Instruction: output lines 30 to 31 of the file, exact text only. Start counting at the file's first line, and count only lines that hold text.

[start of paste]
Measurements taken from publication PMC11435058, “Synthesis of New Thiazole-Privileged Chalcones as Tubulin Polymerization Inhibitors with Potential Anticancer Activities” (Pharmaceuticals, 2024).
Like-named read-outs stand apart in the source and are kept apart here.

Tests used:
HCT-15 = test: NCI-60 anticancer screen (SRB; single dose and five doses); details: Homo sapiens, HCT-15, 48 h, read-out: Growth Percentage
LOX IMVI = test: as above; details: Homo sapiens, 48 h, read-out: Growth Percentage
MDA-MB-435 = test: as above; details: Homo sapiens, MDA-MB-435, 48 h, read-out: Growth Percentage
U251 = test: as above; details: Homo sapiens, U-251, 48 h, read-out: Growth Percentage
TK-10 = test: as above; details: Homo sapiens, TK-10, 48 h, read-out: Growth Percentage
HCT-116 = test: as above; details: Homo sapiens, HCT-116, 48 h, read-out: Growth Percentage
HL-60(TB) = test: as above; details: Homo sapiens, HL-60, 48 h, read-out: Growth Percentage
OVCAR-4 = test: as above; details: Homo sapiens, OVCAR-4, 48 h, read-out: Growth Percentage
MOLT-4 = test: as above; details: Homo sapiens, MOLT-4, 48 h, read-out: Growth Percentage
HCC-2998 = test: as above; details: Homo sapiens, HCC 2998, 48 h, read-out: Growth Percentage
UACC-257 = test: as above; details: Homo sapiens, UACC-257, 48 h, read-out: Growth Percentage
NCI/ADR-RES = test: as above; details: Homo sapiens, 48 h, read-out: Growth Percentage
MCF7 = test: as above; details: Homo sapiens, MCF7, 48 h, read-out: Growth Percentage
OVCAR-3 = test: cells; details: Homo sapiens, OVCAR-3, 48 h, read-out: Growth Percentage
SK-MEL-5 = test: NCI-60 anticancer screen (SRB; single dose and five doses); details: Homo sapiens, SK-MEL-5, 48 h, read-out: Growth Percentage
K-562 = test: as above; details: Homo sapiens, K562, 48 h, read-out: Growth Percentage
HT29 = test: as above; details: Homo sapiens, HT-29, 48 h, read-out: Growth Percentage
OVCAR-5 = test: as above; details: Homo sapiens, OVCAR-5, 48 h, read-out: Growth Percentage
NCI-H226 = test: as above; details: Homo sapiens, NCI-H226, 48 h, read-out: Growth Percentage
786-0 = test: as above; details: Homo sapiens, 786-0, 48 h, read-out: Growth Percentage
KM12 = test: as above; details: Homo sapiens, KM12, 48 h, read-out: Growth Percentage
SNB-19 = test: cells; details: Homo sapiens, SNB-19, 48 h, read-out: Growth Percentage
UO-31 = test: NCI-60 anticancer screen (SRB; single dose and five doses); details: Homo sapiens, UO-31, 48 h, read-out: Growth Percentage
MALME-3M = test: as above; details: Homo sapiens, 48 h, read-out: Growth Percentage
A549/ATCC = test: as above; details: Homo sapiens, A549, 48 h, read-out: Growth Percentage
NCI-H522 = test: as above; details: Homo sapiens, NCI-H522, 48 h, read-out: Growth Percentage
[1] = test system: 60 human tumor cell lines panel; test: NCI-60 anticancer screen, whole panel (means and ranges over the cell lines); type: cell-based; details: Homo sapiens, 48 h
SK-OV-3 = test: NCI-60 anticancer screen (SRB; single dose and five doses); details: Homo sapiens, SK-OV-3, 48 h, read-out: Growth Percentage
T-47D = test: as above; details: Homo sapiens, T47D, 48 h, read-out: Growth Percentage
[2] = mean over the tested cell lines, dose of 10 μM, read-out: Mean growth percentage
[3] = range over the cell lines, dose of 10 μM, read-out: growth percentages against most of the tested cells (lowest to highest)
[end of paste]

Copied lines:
[1] = test system: 60 human tumor cell lines panel; test: NCI-60 anticancer screen, whole panel (means and ranges over the cell lines); type: cell-based; details: Homo sapiens, 48 h
SK-OV-3 = test: NCI-60 anticancer screen (SRB; single dose and five doses); details: Homo sapiens, SK-OV-3, 48 h, read-out: Growth Percentage